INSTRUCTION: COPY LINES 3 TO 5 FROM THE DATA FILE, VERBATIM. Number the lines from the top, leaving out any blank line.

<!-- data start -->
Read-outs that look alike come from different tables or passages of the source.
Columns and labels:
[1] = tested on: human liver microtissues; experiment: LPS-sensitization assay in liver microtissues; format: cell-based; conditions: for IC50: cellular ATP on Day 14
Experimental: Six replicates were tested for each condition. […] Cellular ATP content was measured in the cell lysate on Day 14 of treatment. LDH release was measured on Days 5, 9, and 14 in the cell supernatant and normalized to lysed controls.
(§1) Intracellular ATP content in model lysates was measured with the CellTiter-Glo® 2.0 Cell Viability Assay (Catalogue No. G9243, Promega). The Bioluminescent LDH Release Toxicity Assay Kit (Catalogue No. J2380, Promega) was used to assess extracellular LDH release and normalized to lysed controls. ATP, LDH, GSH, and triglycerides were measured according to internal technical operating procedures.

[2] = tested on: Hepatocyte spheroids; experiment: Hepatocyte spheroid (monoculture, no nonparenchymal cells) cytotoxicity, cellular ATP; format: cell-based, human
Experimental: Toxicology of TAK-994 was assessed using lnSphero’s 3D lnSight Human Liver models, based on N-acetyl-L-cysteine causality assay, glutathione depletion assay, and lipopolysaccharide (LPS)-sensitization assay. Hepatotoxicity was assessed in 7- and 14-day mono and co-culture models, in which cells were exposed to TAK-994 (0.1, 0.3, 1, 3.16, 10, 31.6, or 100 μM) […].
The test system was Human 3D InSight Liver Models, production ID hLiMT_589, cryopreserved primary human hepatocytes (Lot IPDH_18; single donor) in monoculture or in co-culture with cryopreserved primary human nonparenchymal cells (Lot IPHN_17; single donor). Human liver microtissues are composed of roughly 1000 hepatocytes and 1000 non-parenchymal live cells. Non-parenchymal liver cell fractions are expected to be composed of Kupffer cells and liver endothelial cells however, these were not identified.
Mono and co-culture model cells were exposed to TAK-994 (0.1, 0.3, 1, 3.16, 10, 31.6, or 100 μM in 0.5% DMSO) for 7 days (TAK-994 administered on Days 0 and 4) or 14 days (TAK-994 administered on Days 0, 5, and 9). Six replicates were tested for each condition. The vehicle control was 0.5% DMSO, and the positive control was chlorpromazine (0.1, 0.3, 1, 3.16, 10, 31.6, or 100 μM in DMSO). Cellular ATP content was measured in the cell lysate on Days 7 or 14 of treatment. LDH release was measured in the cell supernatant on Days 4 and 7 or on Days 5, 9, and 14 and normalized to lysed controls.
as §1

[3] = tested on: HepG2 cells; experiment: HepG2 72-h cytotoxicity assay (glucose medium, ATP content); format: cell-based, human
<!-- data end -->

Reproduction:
[1] = tested on: human liver microtissues; experiment: LPS-sensitization assay in liver microtissues; format: cell-based; conditions: for IC50: cellular ATP on Day 14
Experimental: Six replicates were tested for each condition. […] Cellular ATP content was measured in the cell lysate on Day 14 of treatment. LDH release was measured on Days 5, 9, and 14 in the cell supernatant and normalized to lysed controls.
(§1) Intracellular ATP content in model lysates was measured with the CellTiter-Glo® 2.0 Cell Viability Assay (Catalogue No. G9243, Promega). The Bioluminescent LDH Release Toxicity Assay Kit (Catalogue No. J2380, Promega) was used to assess extracellular LDH release and normalized to lysed controls. ATP, LDH, GSH, and triglycerides were measured according to internal technical operating procedures.